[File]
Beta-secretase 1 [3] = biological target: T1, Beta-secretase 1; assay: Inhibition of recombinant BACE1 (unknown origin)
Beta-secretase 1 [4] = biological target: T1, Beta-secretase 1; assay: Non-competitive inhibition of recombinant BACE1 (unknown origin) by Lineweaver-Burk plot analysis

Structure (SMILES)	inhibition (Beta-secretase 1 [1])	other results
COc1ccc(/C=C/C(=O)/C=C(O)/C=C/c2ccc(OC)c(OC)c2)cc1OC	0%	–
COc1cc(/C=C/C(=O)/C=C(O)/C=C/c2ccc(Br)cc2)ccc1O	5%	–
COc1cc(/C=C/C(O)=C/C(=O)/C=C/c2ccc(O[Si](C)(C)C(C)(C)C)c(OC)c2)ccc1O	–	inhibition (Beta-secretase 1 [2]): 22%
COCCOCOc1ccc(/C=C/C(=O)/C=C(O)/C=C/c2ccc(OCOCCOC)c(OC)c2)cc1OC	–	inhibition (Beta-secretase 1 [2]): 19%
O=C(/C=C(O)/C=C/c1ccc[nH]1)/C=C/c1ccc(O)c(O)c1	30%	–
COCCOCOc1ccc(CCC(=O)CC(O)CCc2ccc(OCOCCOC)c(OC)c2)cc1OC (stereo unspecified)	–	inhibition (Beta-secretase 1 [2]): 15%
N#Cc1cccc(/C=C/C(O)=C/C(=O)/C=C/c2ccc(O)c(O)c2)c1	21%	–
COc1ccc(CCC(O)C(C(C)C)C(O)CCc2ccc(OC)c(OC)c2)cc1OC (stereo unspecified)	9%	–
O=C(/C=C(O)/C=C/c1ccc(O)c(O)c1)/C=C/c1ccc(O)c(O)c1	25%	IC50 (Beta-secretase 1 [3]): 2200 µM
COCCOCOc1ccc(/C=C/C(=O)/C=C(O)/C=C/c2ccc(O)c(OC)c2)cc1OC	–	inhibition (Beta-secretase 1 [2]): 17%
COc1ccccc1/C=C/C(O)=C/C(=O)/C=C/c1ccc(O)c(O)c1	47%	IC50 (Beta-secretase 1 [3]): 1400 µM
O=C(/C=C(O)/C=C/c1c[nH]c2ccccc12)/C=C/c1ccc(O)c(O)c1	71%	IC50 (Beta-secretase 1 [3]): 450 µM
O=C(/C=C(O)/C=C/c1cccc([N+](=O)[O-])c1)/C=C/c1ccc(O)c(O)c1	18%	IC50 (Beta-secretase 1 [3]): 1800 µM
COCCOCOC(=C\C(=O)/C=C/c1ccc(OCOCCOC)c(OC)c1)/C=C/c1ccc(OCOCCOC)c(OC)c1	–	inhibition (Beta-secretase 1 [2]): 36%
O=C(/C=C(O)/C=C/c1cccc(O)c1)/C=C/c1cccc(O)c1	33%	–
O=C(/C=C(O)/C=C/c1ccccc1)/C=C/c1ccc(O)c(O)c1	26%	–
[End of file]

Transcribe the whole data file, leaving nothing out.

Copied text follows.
Beta-secretase 1 [3] = biological target: T1, Beta-secretase 1; assay: Inhibition of recombinant BACE1 (unknown origin)
Beta-secretase 1 [4] = biological target: T1, Beta-secretase 1; assay: Non-competitive inhibition of recombinant BACE1 (unknown origin) by Lineweaver-Burk plot analysis

Structure (SMILES)	inhibition (Beta-secretase 1 [1])	other results
COc1ccc(/C=C/C(=O)/C=C(O)/C=C/c2ccc(OC)c(OC)c2)cc1OC	0%	–
COc1cc(/C=C/C(=O)/C=C(O)/C=C/c2ccc(Br)cc2)ccc1O	5%	–
COc1cc(/C=C/C(O)=C/C(=O)/C=C/c2ccc(O[Si](C)(C)C(C)(C)C)c(OC)c2)ccc1O	–	inhibition (Beta-secretase 1 [2]): 22%
COCCOCOc1ccc(/C=C/C(=O)/C=C(O)/C=C/c2ccc(OCOCCOC)c(OC)c2)cc1OC	–	inhibition (Beta-secretase 1 [2]): 19%
O=C(/C=C(O)/C=C/c1ccc[nH]1)/C=C/c1ccc(O)c(O)c1	30%	–
COCCOCOc1ccc(CCC(=O)CC(O)CCc2ccc(OCOCCOC)c(OC)c2)cc1OC (stereo unspecified)	–	inhibition (Beta-secretase 1 [2]): 15%
N#Cc1cccc(/C=C/C(O)=C/C(=O)/C=C/c2ccc(O)c(O)c2)c1	21%	–
COc1ccc(CCC(O)C(C(C)C)C(O)CCc2ccc(OC)c(OC)c2)cc1OC (stereo unspecified)	9%	–
O=C(/C=C(O)/C=C/c1ccc(O)c(O)c1)/C=C/c1ccc(O)c(O)c1	25%	IC50 (Beta-secretase 1 [3]): 2200 µM
COCCOCOc1ccc(/C=C/C(=O)/C=C(O)/C=C/c2ccc(O)c(OC)c2)cc1OC	–	inhibition (Beta-secretase 1 [2]): 17%
COc1ccccc1/C=C/C(O)=C/C(=O)/C=C/c1ccc(O)c(O)c1	47%	IC50 (Beta-secretase 1 [3]): 1400 µM
O=C(/C=C(O)/C=C/c1c[nH]c2ccccc12)/C=C/c1ccc(O)c(O)c1	71%	IC50 (Beta-secretase 1 [3]): 450 µM
O=C(/C=C(O)/C=C/c1cccc([N+](=O)[O-])c1)/C=C/c1ccc(O)c(O)c1	18%	IC50 (Beta-secretase 1 [3]): 1800 µM
COCCOCOC(=C\C(=O)/C=C/c1ccc(OCOCCOC)c(OC)c1)/C=C/c1ccc(OCOCCOC)c(OC)c1	–	inhibition (Beta-secretase 1 [2]): 36%
O=C(/C=C(O)/C=C/c1cccc(O)c1)/C=C/c1cccc(O)c1	33%	–
O=C(/C=C(O)/C=C/c1ccccc1)/C=C/c1ccc(O)c(O)c1	26%	–